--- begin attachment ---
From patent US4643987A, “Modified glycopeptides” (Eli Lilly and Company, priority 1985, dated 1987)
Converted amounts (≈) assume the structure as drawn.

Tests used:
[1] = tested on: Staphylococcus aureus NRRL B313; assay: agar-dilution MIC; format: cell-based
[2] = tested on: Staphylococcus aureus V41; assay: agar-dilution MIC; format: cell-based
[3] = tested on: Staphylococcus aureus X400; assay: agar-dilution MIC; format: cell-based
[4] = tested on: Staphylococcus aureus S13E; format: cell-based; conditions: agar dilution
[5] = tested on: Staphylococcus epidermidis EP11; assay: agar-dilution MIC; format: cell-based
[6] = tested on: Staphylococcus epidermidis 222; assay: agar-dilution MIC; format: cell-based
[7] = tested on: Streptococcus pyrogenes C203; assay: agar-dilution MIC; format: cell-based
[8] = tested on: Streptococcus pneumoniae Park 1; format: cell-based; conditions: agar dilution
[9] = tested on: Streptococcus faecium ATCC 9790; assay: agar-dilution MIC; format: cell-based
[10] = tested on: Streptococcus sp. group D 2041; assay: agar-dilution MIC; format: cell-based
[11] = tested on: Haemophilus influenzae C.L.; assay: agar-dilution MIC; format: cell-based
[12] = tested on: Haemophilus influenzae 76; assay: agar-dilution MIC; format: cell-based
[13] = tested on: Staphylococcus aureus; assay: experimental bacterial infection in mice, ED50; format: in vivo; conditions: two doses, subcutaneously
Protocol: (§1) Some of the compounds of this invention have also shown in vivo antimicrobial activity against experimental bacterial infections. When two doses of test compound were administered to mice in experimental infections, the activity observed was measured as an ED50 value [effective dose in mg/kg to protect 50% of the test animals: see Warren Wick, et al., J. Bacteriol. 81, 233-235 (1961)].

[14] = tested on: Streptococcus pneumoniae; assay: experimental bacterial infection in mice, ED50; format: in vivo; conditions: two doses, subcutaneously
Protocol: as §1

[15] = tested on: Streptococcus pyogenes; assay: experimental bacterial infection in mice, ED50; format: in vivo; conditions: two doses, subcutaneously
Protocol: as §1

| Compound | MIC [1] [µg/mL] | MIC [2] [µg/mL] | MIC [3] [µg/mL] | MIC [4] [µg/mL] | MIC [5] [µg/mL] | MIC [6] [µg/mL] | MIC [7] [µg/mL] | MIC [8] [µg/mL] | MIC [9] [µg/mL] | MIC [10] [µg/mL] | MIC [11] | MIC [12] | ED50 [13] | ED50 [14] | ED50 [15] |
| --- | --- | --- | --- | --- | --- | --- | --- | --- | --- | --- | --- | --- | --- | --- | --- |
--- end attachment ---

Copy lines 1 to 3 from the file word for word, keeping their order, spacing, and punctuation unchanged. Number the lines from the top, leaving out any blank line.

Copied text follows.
From patent US4643987A, “Modified glycopeptides” (Eli Lilly and Company, priority 1985, dated 1987)
Converted amounts (≈) assume the structure as drawn.

Tests used: